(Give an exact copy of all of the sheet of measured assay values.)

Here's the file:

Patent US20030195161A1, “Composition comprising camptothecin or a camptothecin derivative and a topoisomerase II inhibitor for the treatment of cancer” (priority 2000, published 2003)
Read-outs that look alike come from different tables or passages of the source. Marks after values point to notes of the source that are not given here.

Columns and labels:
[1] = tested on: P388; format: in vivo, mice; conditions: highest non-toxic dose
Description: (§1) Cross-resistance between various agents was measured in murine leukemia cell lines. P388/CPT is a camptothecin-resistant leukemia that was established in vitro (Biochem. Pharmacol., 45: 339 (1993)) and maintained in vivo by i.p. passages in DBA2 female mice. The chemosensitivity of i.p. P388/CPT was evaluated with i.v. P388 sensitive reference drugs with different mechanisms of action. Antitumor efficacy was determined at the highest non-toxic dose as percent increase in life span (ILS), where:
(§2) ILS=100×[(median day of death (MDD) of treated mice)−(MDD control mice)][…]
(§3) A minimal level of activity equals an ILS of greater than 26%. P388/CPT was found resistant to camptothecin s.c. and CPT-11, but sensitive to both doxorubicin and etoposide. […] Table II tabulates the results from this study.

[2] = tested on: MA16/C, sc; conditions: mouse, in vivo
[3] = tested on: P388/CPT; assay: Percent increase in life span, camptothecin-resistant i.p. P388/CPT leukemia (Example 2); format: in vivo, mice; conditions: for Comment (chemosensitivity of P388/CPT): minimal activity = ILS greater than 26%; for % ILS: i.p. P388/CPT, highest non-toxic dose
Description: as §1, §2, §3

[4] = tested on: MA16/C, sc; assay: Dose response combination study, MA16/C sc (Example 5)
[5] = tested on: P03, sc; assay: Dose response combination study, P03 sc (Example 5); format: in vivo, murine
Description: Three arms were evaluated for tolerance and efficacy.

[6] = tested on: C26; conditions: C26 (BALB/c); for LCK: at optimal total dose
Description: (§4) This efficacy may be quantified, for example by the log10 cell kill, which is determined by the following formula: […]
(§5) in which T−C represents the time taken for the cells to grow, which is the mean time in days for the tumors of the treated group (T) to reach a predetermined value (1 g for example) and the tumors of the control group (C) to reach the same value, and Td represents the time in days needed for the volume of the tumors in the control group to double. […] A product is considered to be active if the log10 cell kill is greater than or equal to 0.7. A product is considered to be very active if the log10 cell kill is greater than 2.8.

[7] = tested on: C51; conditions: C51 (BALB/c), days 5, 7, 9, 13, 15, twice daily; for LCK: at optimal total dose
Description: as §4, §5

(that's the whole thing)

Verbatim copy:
Patent US20030195161A1, “Composition comprising camptothecin or a camptothecin derivative and a topoisomerase II inhibitor for the treatment of cancer” (priority 2000, published 2003)
Read-outs that look alike come from different tables or passages of the source. Marks after values point to notes of the source that are not given here.

Columns and labels:
[1] = tested on: P388; format: in vivo, mice; conditions: highest non-toxic dose
Description: (§1) Cross-resistance between various agents was measured in murine leukemia cell lines. P388/CPT is a camptothecin-resistant leukemia that was established in vitro (Biochem. Pharmacol., 45: 339 (1993)) and maintained in vivo by i.p. passages in DBA2 female mice. The chemosensitivity of i.p. P388/CPT was evaluated with i.v. P388 sensitive reference drugs with different mechanisms of action. Antitumor efficacy was determined at the highest non-toxic dose as percent increase in life span (ILS), where:
(§2) ILS=100×[(median day of death (MDD) of treated mice)−(MDD control mice)][…]
(§3) A minimal level of activity equals an ILS of greater than 26%. P388/CPT was found resistant to camptothecin s.c. and CPT-11, but sensitive to both doxorubicin and etoposide. […] Table II tabulates the results from this study.

[2] = tested on: MA16/C, sc; conditions: mouse, in vivo
[3] = tested on: P388/CPT; assay: Percent increase in life span, camptothecin-resistant i.p. P388/CPT leukemia (Example 2); format: in vivo, mice; conditions: for Comment (chemosensitivity of P388/CPT): minimal activity = ILS greater than 26%; for % ILS: i.p. P388/CPT, highest non-toxic dose
Description: as §1, §2, §3

[4] = tested on: MA16/C, sc; assay: Dose response combination study, MA16/C sc (Example 5)
[5] = tested on: P03, sc; assay: Dose response combination study, P03 sc (Example 5); format: in vivo, murine
Description: Three arms were evaluated for tolerance and efficacy.

[6] = tested on: C26; conditions: C26 (BALB/c); for LCK: at optimal total dose
Description: (§4) This efficacy may be quantified, for example by the log10 cell kill, which is determined by the following formula: […]
(§5) in which T−C represents the time taken for the cells to grow, which is the mean time in days for the tumors of the treated group (T) to reach a predetermined value (1 g for example) and the tumors of the control group (C) to reach the same value, and Td represents the time in days needed for the volume of the tumors in the control group to double. […] A product is considered to be active if the log10 cell kill is greater than or equal to 0.7. A product is considered to be very active if the log10 cell kill is greater than 2.8.

[7] = tested on: C51; conditions: C51 (BALB/c), days 5, 7, 9, 13, 15, twice daily; for LCK: at optimal total dose
Description: as §4, §5